WATCH TALK FORUMS banner
1 - 5 of 5 Posts

·
Registered
Joined
·
29 Posts
Discussion Starter · #1 ·
Hello

I am looking for a used lathe and there are several makes on the market. What brand(s) are the "good ones" and easy to get parts for? Also, there are some new chinese lathes for sale on ebay between $800 to $1200. Has anyone had any experience with them. From past experience with chinese tools, it's a hit or miss.
 

·
Registered
Joined
·
446 Posts
Do you need a watchmaker style lathe?

If so, you really can't go wrong with any older model WW pattern lathe, which are fairly affordable and for which parts and accessories are readily available. I'm partial to Boley, which is what I have, although those who have Levin or Moseley lathes hold them in high regard. The more "standard" American brands, such as Peer, Peerless and Marshall are good also, and a well maintained example from one of these brands will be superior to a poorly maintained Levin or Boley.

Whatever you get, I suggest if possible breaking the headstock down beforehand and checking for any obvious defects in the bearings, as well as carefully checking the pulleys for any signs of chipping or cracking(a real problem on hard rubber and bakelite pulleys, and not an issue on metal pulleys). Check the bed for any obvious defects and for rust. Make sure the drawbar fits properly and will work correctly with the collets, as this can sometimes be difficult to replace if missing or incorrect. If possible, insert a collet in the headstock(don't tighten it unless you have a correctly sized piece of stock to put in it!) and make sure the "key" is still present that indexes the collet in the headstock-some watchmakers were known to grind this off to make collet changes faster, but in the process destroyed some of the accuracy of the lathe. If possible, check the lathe for run-out before buying.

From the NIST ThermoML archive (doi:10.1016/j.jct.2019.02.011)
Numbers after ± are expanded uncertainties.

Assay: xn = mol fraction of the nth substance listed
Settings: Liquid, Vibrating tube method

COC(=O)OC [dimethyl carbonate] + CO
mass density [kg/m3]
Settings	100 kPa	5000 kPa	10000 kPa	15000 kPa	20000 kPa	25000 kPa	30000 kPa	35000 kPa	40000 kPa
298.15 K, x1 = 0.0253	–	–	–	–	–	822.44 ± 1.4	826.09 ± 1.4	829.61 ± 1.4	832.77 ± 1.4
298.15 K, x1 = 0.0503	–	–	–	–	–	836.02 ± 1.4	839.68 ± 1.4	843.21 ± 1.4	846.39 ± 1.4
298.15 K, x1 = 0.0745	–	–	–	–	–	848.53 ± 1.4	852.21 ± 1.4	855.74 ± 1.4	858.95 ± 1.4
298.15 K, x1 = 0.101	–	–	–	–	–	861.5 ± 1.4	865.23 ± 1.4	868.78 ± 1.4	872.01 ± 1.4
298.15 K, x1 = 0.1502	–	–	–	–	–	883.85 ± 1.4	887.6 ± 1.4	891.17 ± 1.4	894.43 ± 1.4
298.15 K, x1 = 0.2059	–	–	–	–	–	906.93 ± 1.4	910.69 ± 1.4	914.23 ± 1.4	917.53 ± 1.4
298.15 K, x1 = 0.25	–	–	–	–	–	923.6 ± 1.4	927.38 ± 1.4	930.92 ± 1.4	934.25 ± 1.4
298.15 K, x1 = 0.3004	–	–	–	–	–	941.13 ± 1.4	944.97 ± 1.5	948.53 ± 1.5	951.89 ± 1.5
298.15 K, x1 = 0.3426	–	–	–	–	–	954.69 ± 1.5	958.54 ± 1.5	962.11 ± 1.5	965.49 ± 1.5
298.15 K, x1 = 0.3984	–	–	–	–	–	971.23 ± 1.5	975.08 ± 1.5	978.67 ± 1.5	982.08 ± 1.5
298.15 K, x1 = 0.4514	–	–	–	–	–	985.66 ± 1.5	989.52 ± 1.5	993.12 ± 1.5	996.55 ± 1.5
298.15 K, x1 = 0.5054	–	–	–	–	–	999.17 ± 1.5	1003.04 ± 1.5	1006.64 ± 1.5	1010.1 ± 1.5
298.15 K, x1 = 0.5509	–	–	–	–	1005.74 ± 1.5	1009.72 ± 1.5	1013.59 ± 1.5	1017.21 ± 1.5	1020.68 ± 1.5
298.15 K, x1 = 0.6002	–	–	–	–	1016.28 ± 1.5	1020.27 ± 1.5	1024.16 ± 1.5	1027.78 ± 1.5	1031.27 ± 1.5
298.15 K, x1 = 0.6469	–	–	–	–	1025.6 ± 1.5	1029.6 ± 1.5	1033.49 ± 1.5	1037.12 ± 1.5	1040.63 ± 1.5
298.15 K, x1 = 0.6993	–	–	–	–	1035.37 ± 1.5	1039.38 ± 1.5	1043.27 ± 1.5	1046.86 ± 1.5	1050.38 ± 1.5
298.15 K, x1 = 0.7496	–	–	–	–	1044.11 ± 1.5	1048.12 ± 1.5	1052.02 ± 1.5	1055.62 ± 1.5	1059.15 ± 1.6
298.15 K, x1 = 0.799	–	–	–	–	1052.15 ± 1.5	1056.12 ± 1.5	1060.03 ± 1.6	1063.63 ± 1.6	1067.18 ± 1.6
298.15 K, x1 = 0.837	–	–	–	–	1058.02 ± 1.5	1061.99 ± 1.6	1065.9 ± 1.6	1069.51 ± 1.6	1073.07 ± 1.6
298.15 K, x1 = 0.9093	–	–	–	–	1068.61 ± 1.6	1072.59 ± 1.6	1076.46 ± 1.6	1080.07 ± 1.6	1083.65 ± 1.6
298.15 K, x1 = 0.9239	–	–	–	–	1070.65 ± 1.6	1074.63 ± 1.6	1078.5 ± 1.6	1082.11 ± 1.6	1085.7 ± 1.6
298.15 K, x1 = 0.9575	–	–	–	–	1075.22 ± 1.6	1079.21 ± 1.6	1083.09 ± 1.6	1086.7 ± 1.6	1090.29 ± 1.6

Also, be sure you look over the collets well. A complete set of collets for watch work would ideally have every size from #1 to #80, although realistically one can "get by" with a full run of even sizes from #2 to #50. If you go with this option, I suggest at least adding the odd sizes from #3 to #15, as this will cover 90% of the watch repair jobs you will need to do. It's preferable to have all of your collets be of the same make(not necessarily the same brand as the lathe, although many people will end up with this pairing) as the different makes can have slightly different dimensions. Check for damage, including rust in the holes(a little bit on the face of the collet generally isn't a problem, but can be a symptom of deeper problems) and "sprung" collets which have either had something too large forced into their hole or have been closed down on something too small. Damaged or missing collets can be replaced, although the cost can quickly add up if you need to replace too many. Most used dealers charge about $10 each for good condition collets, although sometimes the cost can go up if you request a specific brand(particularly for premium brands like Levin and Boley). New collets are available from a handful of places, although the price is steep-new Levin collets run about $150 each for the common sizes, and go considerably for "special" sizes.

As far as the new Chinese lathes go-I've heard some good and some bad reports on them. From my perspective, however, good used lathes of any size are available in many cases for the same price or less than the new Chinese counterpart, and I'd rather stick with something of known good quality.
 

·
Registered
Joined
·
29 Posts
Discussion Starter · #3 ·
Ben,

Thank you very much for the informative response. I'll print this out and keep it as a reference since you touched on more aspects of lathe inspection than I wouldn't have considered.

Good day
Mike
 

·
Registered
Joined
·
71 Posts
Poking around on the subject of lathes turned up this old fossil so I thought I would try some thread necromancy because this is a hot topic for me right now. I am looking down the road to purchase a lathe and have my heart set on a Derbyshire 750. The only fly in the ointment is whether such a size would allow for case work such as re-threading a case or bezel or even making a bezel. There has been quite a bit come across my Internet connection concerning the use of a Sherline Mill for watchmaking but precious little in the way of detailed experience reported. Has anyone addressed this matter before?

Best Wishes,

Bruce
 

·
Super Moderator
Joined
·
16,574 Posts
The problem with that train of thought is, seeing as how this thread is almost a decade old, I'm not sure just how popular a topic woodworking lathes are on a modern wrist-watch collector's chat room site. I hope your post garners some replies, but I wouldn't get my hopes up!
 
1 - 5 of 5 Posts
This is an older thread, you may not receive a response, and could be reviving an old thread. Please consider creating a new thread.
Top